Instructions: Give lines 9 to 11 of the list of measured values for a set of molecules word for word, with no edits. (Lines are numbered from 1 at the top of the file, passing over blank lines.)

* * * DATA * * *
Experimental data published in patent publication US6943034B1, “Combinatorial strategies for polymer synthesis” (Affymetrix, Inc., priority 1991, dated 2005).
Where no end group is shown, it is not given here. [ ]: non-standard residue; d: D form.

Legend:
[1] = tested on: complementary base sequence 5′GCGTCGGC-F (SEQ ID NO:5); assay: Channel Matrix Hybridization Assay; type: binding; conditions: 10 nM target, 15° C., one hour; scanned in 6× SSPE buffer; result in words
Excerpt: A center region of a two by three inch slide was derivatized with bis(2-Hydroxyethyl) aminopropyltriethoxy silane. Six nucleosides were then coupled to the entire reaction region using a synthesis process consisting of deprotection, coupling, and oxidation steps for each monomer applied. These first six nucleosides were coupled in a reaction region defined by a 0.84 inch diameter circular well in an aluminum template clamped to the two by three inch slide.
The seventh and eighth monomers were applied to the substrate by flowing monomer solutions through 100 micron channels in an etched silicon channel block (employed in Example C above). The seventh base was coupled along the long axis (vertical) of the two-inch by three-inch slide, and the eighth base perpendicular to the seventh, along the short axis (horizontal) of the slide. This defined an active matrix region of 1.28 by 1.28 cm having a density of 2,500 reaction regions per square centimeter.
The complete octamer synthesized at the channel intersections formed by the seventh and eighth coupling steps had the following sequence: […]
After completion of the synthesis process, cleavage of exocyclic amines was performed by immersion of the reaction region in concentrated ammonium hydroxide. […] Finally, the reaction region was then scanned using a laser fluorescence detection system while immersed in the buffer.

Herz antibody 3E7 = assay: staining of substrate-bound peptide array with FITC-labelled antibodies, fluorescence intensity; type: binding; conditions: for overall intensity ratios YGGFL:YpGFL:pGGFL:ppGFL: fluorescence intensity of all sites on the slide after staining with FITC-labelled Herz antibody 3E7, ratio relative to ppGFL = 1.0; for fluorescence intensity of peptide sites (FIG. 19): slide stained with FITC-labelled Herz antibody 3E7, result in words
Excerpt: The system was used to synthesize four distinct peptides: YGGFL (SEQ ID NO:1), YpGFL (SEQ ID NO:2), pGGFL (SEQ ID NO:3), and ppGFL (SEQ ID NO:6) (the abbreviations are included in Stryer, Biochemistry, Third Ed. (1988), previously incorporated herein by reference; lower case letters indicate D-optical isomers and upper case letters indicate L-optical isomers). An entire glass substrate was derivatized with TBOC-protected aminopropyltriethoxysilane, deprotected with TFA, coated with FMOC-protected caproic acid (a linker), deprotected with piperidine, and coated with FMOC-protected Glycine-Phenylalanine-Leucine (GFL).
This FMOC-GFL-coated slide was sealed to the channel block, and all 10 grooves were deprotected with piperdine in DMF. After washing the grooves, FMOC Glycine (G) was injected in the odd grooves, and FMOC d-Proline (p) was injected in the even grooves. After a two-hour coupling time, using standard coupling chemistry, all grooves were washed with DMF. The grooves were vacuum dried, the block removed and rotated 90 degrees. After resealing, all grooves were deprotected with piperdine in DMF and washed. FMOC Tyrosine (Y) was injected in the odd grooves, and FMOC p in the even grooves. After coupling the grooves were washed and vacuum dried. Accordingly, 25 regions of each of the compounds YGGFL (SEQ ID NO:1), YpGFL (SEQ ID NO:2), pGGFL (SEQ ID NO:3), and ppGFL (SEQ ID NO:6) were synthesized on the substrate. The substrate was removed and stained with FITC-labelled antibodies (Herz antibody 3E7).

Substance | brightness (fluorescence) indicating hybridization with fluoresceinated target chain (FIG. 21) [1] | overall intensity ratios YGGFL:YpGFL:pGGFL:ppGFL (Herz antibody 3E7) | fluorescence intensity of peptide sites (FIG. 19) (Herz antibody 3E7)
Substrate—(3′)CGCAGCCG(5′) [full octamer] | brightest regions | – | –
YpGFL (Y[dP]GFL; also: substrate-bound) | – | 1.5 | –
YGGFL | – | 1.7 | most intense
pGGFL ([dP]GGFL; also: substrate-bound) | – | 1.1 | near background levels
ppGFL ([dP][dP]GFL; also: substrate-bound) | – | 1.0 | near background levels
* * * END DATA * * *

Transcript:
Herz antibody 3E7 = assay: staining of substrate-bound peptide array with FITC-labelled antibodies, fluorescence intensity; type: binding; conditions: for overall intensity ratios YGGFL:YpGFL:pGGFL:ppGFL: fluorescence intensity of all sites on the slide after staining with FITC-labelled Herz antibody 3E7, ratio relative to ppGFL = 1.0; for fluorescence intensity of peptide sites (FIG. 19): slide stained with FITC-labelled Herz antibody 3E7, result in words
Excerpt: The system was used to synthesize four distinct peptides: YGGFL (SEQ ID NO:1), YpGFL (SEQ ID NO:2), pGGFL (SEQ ID NO:3), and ppGFL (SEQ ID NO:6) (the abbreviations are included in Stryer, Biochemistry, Third Ed. (1988), previously incorporated herein by reference; lower case letters indicate D-optical isomers and upper case letters indicate L-optical isomers). An entire glass substrate was derivatized with TBOC-protected aminopropyltriethoxysilane, deprotected with TFA, coated with FMOC-protected caproic acid (a linker), deprotected with piperidine, and coated with FMOC-protected Glycine-Phenylalanine-Leucine (GFL).
This FMOC-GFL-coated slide was sealed to the channel block, and all 10 grooves were deprotected with piperdine in DMF. After washing the grooves, FMOC Glycine (G) was injected in the odd grooves, and FMOC d-Proline (p) was injected in the even grooves. After a two-hour coupling time, using standard coupling chemistry, all grooves were washed with DMF. The grooves were vacuum dried, the block removed and rotated 90 degrees. After resealing, all grooves were deprotected with piperdine in DMF and washed. FMOC Tyrosine (Y) was injected in the odd grooves, and FMOC p in the even grooves. After coupling the grooves were washed and vacuum dried. Accordingly, 25 regions of each of the compounds YGGFL (SEQ ID NO:1), YpGFL (SEQ ID NO:2), pGGFL (SEQ ID NO:3), and ppGFL (SEQ ID NO:6) were synthesized on the substrate. The substrate was removed and stained with FITC-labelled antibodies (Herz antibody 3E7).